By Catherine Wagley
By Catherine Wagley
By Wendy Gilmartin
By Jennifer Swann
By Claire de Dobay Rifelj
By L.A. Weekly critics
By Catherine Wagley
By Zachary Pincus-Roth
Photo by Anne Fishbein
Next to the fuchsia marabou and other colorful plumage at Buzz, a West Hollywood hipster coffee bar, Gene Franklin Smith stands out. His pallor and sensible sweater ensemble immediately mark him as the kind of person who’s read Bleak House more than once.
Charles Dickens’ labyrinthine novel has been turned into a supersleek adaptation by Smith, and coolly realized onstage by Larry McCallister for Write Act Repertory Company. Ordering plain coffee rather than any of the chichi specialty drinks on the menu, Smith chats about the success of his play and the particular challenges of bringing Dickens to life as a stage work in movieland.
“I loved Dynasty. It was my favorite show, and I never missed it,” he gushes about Aaron Spelling’s ’80s TV megahit. “Bleak House is one big juicy melodrama, just like Dynasty. In the book, 13 people die — but we’ve got it down to eight.”
Smith’s true feat is in culling Dickens’ elaborately plotted 900-plus-page novel into a stage event lasting just over two and a half hours. (By contrast, the Royal Shakespeare Company’s The Life and Adventures of Nicholas Nickleby clocked in at over eight and a half.) Smith’s adaptation proves that engaging theater doesn’t have to be an endurance sport — his streamlined adaptation contains all the color, flavor and vigor of the novel. Dickens’ much-beloved grotesques still appear — dissolute poet Harold Skimpole (Steve Keyes), crackpot charity organizer Mrs. Jellyby (Caroline Kera), aggressive, small-fish social climber Mrs. Guppy (Maggie Peach), and the aptly named criminal Krook (Cameron Mitchell Jr.), who dies of spontaneous combustion.
Smith shifts much of Dickens’ ironic narration over to the character Esther Summerson (Wendy Gough), one of a trio of orphans involved in a tangled legal case whose length financially drains the estate in question. Smith has more narrowly focused the narrative on Esther’s search for identity and has cut characters who don’t come into contact with her.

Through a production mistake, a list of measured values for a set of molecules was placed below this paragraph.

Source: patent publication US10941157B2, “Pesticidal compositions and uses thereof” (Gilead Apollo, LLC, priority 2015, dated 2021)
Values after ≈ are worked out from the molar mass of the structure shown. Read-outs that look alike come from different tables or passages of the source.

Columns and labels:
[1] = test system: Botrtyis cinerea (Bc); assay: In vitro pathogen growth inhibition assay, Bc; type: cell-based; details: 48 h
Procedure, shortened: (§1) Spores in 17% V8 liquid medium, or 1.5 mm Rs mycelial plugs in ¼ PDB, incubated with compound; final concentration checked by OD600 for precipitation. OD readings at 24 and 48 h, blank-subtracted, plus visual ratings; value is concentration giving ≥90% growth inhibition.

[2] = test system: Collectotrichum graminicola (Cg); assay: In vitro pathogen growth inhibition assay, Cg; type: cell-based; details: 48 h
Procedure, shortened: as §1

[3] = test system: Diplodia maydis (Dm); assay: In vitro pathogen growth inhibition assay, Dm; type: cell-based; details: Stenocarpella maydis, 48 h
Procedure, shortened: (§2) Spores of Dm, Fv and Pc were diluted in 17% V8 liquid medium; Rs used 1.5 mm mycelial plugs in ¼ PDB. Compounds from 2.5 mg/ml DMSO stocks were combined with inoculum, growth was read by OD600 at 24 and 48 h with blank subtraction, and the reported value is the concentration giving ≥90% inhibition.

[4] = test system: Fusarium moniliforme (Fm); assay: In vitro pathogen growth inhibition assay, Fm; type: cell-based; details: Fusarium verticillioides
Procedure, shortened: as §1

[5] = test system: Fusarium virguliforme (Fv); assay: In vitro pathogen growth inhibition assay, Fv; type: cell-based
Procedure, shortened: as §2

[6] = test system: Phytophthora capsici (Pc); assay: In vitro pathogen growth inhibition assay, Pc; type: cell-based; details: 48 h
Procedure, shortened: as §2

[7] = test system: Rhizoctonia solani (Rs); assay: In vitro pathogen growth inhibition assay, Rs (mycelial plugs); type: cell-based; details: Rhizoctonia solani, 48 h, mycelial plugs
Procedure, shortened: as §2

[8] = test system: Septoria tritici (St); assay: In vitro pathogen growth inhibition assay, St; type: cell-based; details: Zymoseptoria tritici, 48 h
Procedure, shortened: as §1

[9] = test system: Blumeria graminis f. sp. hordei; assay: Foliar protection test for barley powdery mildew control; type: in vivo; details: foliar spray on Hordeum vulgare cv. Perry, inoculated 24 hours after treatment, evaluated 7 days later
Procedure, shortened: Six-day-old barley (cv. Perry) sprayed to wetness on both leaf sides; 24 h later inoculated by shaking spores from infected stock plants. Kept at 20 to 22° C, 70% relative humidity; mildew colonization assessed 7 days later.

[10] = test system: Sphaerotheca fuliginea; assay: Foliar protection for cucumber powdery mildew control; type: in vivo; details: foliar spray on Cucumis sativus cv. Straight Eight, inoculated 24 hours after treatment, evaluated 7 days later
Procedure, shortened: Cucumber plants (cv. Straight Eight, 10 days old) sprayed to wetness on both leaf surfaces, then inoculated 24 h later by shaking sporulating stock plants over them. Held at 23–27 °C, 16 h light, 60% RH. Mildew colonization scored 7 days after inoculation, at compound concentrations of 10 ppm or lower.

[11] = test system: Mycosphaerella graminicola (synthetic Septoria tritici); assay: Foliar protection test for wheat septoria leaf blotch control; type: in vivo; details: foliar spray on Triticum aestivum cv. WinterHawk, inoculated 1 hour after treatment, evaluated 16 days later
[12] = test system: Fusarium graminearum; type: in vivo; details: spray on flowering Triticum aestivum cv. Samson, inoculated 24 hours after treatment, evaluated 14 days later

The show is now in its second extension, and ticket sales have been brisk, claims Smith, due in part to the “Dickens freaks.”
“They’re like Trekkies,” Smith explains. “And now they’ve listed us on their Dickens Web sites.”
Founder and artistic director of Write Act Repertory Company, a relatively new troupe renting space from St. Stephen’s Church in Hollywood, Smith is well aware that ticket sales everywhere have dropped off, and filling seats (politely known as “audience development” in theater circles) is a Herculean task in our Dickensian times. Recently, Write Act board of advisers member Debbie Reynolds came to see Bleak House, and she mistakenly went to the wrong theater, Actors Co-op, at a different church across the street. The Co-op’s box-office staff reluctantly directed the perky blond star across Gower to the correct theater.
“[Reynolds has] done it twice,” Smith sighs, “but Actors Co-op wanted to keep her when she showed up there the second time.”
The production is also linked to the Hollywood machine through Smith’s day job — he toils in the legal department of a major Hollywood studio. Drafting employment contracts day after day — scribbling like the Dickens or one of his fictional stand-ins — not only pays Smith’s bills, it allows him to work on plays like Bleak House.
Bleak House plays at Write Act Theater at St. Stephen’s Church, 6128 Yucca St., Hollywood, through February 3. Call (323) 860-8894.
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